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16 January 2019

Parliament is deadlocked. So what happens next for Brexit?

To escape a no deal, at least one key constituency in the Commons is going to have to act against their political interests.  

By Patrick Maguire

Nothing has changed. MPs gave Westminster its long-awaited moment of catharsis last night, voting to reject the Brexit deal negotiated by Theresa May by 432 votes to 202 in the largest parliamentary defeat in more than a century. The Prime Minister faces a vote of no confidence in her government tonight, but is going nowhere. So what now?

It’s a measure of just how unprecedented the situation before us is that the Fixed-Term Parliaments Act, which for months has functioned as May’s straitjacket, is now her lifebelt. Despite the lopsided scale of last night’s defeat, she can count on the support of the DUP and the Brexiteers on the Conservative benches. Jeremy Corbyn’s chances of success are effectively nil, as those close to him well know. Tonight’s result will merely affirm last night’s: the Commons is content to keep May in office but is nowhere near a consensus on how it might allow her to exercise it as far as Brexit is concerned.

Can the Prime Minister broker one? The short answer appears to be no. For about five seconds at the despatch box last night, it appeared that May might snap out of a lifetime of partisan truculence and attempt to come to some sort of accord with Labour. It soon became clear, however, that the “senior parliamentarians” she has pledged to meet do not include Jeremy Corbyn, and the offer she is currently willing to make will not include the big things that Labour MPs and the trades unions want, namely a permanent customs union with the EU.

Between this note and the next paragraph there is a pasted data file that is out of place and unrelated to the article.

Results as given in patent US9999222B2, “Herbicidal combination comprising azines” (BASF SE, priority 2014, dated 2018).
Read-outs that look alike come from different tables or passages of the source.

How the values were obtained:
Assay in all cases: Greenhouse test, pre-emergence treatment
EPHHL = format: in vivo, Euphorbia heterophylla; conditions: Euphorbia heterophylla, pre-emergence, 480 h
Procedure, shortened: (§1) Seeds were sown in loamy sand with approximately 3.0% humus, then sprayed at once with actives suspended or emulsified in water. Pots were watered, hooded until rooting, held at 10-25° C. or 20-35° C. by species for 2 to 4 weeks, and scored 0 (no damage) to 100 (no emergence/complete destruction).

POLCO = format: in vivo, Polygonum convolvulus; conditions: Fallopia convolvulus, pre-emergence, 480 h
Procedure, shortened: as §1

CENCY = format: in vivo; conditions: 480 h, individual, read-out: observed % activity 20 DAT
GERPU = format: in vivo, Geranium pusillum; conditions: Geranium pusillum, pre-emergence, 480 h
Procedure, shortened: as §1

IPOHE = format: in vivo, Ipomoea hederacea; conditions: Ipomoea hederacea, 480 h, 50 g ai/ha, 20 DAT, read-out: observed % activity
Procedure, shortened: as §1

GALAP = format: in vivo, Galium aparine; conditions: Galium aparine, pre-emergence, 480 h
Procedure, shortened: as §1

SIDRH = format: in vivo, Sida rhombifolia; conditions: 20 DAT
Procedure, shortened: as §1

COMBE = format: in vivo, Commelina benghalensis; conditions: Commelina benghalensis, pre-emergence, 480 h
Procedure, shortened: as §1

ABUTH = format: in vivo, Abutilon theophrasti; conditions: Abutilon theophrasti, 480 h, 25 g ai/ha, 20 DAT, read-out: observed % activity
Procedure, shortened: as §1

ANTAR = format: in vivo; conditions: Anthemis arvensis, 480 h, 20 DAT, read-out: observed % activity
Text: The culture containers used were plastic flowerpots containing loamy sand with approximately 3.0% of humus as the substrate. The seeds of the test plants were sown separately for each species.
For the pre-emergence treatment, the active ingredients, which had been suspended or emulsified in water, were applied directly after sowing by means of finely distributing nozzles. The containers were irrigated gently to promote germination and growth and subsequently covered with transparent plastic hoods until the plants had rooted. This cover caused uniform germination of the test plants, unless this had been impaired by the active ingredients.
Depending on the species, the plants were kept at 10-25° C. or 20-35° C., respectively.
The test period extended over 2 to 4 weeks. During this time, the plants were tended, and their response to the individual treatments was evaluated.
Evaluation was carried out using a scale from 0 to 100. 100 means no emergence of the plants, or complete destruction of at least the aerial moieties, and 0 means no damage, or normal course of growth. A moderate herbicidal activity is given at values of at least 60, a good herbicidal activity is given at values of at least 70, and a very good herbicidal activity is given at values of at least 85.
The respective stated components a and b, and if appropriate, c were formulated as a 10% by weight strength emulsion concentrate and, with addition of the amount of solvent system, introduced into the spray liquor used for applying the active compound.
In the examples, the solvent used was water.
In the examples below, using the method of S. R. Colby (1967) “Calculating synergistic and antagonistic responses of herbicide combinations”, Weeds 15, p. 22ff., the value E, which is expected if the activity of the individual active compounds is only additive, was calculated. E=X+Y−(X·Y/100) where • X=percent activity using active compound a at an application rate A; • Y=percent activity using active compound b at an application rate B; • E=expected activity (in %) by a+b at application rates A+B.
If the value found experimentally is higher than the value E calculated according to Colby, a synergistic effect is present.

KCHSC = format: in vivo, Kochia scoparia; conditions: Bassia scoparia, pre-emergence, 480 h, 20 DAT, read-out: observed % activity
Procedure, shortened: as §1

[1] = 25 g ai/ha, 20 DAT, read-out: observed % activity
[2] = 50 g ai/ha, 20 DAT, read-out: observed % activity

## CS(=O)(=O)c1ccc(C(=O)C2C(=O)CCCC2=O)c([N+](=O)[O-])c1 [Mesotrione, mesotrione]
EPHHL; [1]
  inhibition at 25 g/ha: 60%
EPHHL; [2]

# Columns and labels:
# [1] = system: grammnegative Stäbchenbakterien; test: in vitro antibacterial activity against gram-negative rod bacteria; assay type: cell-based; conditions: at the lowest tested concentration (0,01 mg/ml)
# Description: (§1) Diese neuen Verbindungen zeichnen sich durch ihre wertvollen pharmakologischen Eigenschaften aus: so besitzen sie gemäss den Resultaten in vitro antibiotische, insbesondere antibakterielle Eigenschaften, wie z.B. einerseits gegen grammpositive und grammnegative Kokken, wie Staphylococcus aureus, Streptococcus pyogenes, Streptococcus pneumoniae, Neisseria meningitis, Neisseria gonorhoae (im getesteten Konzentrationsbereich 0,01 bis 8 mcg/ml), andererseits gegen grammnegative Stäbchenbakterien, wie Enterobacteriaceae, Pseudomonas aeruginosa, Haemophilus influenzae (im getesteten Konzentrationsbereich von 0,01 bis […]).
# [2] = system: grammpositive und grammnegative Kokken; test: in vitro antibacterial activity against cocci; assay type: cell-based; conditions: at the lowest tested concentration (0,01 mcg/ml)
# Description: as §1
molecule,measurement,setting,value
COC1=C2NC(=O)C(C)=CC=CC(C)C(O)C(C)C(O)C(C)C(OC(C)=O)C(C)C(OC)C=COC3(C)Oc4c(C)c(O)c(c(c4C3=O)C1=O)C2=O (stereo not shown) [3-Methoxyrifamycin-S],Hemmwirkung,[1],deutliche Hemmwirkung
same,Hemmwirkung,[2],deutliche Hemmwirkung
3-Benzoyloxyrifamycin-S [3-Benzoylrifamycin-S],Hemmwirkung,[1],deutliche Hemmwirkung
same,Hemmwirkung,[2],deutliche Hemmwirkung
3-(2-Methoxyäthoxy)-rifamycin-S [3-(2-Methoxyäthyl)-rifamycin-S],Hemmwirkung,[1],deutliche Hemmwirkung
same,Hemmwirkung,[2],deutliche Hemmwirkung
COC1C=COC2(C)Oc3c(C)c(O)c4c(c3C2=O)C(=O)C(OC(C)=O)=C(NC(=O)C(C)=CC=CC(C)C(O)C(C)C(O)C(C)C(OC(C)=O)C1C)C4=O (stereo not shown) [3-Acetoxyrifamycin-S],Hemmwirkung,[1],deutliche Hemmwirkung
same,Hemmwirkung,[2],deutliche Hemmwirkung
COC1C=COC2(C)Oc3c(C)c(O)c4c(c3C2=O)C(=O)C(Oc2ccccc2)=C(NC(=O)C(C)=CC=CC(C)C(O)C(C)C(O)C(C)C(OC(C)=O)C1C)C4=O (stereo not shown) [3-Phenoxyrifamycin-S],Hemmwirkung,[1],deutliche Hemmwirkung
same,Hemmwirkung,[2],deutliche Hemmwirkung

That Downing Street was briefing that within minutes of the defeat – and cabinet ministers spinning the same line on the airwaves – suggests that in the short term they might struggle to convince many more members of the opposition than the three who voted for the withdrawal agreement last night. Something, most likely May’s attachment to an independent trade policy after Brexit, is going to have to give. Her spokesman insists it is a “principle” rather than an immovable red line. But for reasons of internal party management, it will be difficult for the Prime Minister to be the one who gives it up.

Nor, despite the increasingly forlorn hopes of pro-Europeans on the Labour benches, will Jeremy Corbyn drop his opposition to a second referendum once tonight’s confidence vote is lost. The message from his allies in public and private is that Labour intends to push its confidence vote again, again, again and again in the hope of peeling off the DUP and Tory Leavers, and failing that – as is likely – force a Brexit it can live with through the Commons somehow. The Labour leadership’s reluctance to be blamed for stopping Brexit – shared by many of its MPs – increases the chances of some sort of deal, probably with a radically revised political declaration, passing the Commons.

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But how either May or Corbyn arrives at that point without a fatal rupture within either of their parties or electoral coalitions is still unclear. Barring the EU27 agreeing to gut the withdrawal agreement, at least one key constituency in the Commons – either party leadership, advocates for a Norway-style deal, advocates for a second referendum, the DUP, hard Brexiteers – will have to decide to act against its obvious political interests if the UK is to leave the EU with a deal on March 29. Until that happens, MPs and the rest of us are merely trapped in a new holding pattern. Meanwhile, the Article 50 clock rattles heedlessly on. If MPs aren’t willing to endure the sort of political pain they have hitherto avoided for the sake of stopping a no-deal, they face a simple choice: run out of time, or give themselves more.

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